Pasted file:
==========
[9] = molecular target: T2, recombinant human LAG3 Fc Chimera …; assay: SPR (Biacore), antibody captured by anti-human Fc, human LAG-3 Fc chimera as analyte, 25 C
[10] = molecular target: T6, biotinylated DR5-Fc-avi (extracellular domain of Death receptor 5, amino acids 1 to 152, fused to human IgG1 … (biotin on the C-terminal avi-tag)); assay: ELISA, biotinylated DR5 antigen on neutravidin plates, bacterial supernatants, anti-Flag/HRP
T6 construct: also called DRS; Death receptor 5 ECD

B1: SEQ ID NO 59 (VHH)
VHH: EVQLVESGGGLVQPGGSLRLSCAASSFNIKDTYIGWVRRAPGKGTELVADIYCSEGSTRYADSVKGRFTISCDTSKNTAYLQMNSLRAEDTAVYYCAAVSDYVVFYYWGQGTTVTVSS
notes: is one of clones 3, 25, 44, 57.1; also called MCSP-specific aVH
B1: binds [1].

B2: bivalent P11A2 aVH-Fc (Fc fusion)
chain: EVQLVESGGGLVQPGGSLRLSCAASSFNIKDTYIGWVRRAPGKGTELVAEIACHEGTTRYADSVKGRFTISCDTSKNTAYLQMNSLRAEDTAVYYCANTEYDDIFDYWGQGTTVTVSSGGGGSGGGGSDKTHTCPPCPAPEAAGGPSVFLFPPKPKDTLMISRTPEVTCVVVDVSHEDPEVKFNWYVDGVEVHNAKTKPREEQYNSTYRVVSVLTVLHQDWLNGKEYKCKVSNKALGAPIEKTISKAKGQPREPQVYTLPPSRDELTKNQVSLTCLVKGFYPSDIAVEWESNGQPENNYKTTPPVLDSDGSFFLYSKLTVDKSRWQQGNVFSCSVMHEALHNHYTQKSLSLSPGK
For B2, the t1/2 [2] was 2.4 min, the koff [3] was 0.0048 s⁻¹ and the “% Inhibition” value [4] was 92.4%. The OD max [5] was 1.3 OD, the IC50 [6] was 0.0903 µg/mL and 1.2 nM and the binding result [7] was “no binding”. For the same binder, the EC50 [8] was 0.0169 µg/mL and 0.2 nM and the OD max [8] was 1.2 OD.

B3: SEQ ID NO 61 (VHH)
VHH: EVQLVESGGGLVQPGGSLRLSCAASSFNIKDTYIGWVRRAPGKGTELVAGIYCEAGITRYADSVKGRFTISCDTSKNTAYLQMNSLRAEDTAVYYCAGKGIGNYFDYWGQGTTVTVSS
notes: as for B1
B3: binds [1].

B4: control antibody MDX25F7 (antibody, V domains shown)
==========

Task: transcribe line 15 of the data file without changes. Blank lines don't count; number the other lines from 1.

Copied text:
B4: control antibody MDX25F7 (antibody, V domains shown)